This article examines how potential users of scientific and local/traditional/experiential knowledge evaluate new claims to knowing, using 67 interviews with government employees and non-governmental stakeholders involved in co-managing salmon fisheries in Canada's Fraser River. Research has consistently shown that there are major obstacles to moving new knowledge into policy, management, and public domains. New concepts such as Knowledge Exchange (KE) and Knowledge Mobilization (KMb) are being used to investigate these obstacles, but the processes by which potential users evaluate (sometimes competing) knowledge claims remain poorly understood. We use concepts from the sociology of science and find that potential users evaluate new knowledge claims based on three broad criteria: (1) the perceived merits of the claim, (2) perceptions of the character and motivation of the claimant, and (3) considerations of the social and political context of the claim. However, government employees and stakeholders have different interpretations of these criteria, leading to different knowledge preferences and normative expectations of scientists and other claimants. We draw both theoretical and practical lessons from these findings. With respect to theory, we argue that the sociology of science provides valuable insights into the political dimensions of knowledge and should be explicitly incorporated into KE/KMb research. With respect to practice, our findings underline the need for scientists and other claimants to make conscious decisions about whose expectations they hope to meet in their communications and engagement activities.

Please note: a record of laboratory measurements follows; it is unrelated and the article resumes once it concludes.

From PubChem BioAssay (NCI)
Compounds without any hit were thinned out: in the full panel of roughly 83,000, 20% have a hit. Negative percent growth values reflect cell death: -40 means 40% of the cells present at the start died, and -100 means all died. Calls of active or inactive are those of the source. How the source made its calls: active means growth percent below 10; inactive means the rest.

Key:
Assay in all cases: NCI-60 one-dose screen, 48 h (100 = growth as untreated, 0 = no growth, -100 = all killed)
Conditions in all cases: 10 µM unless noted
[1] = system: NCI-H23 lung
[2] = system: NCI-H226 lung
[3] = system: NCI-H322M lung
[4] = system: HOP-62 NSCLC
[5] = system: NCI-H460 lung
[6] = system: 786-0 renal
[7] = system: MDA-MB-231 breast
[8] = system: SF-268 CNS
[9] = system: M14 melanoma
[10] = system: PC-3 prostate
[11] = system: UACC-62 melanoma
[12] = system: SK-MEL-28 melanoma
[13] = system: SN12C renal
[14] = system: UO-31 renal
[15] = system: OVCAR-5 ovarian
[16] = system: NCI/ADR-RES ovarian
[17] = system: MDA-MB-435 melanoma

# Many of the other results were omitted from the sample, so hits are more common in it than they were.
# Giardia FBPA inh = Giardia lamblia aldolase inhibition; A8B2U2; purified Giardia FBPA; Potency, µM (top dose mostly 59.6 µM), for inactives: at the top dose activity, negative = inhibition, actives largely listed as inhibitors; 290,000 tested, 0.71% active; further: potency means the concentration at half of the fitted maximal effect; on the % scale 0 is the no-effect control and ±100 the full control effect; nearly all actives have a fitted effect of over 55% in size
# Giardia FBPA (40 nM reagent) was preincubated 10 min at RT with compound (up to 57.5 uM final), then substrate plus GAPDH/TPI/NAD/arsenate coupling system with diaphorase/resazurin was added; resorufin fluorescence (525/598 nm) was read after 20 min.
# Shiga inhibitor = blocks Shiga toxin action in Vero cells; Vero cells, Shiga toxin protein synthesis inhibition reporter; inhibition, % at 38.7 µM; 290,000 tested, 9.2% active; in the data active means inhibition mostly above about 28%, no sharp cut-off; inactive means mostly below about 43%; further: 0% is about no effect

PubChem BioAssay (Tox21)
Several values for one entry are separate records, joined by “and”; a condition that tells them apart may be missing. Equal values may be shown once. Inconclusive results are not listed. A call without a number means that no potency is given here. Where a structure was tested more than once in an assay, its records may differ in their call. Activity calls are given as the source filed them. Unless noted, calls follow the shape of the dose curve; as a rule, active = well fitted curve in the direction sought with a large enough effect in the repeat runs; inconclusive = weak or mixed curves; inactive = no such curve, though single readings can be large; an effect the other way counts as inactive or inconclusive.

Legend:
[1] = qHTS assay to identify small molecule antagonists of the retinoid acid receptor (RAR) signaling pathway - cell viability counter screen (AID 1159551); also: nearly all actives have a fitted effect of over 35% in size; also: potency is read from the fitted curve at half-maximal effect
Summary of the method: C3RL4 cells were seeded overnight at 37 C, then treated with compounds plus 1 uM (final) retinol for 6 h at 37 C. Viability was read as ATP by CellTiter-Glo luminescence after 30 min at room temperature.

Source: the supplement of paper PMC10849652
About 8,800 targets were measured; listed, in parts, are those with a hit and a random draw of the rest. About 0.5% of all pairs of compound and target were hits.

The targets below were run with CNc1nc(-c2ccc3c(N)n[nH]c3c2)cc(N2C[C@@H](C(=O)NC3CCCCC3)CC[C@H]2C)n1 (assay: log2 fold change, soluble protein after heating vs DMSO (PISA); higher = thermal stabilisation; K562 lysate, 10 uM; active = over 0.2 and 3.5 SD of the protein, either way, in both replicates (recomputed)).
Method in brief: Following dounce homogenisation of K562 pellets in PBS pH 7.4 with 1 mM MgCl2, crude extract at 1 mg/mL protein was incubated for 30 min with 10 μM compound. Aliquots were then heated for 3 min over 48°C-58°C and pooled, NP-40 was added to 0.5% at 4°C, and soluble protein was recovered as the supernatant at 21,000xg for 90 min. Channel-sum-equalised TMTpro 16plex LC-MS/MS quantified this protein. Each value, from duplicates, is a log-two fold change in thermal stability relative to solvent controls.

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Keywords Co-management, Fisheries, Knowledge exchange, Knowledge mobilization, Knowledge perception, Sociology of science
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Journal Journal of Environmental Management
Young, N. (Nathan), Corriveau, M. (Marianne), Nguyen, V.M. (Vivian M.), Cooke, S.J, & Hinch, S.G. (Scott G.). (2016). How do potential knowledge users evaluate new claims about a contested resource? Problems of power and politics in knowledge exchange and mobilization. Journal of Environmental Management, 184, 380–388. doi:10.1016/j.jenvman.2016.10.006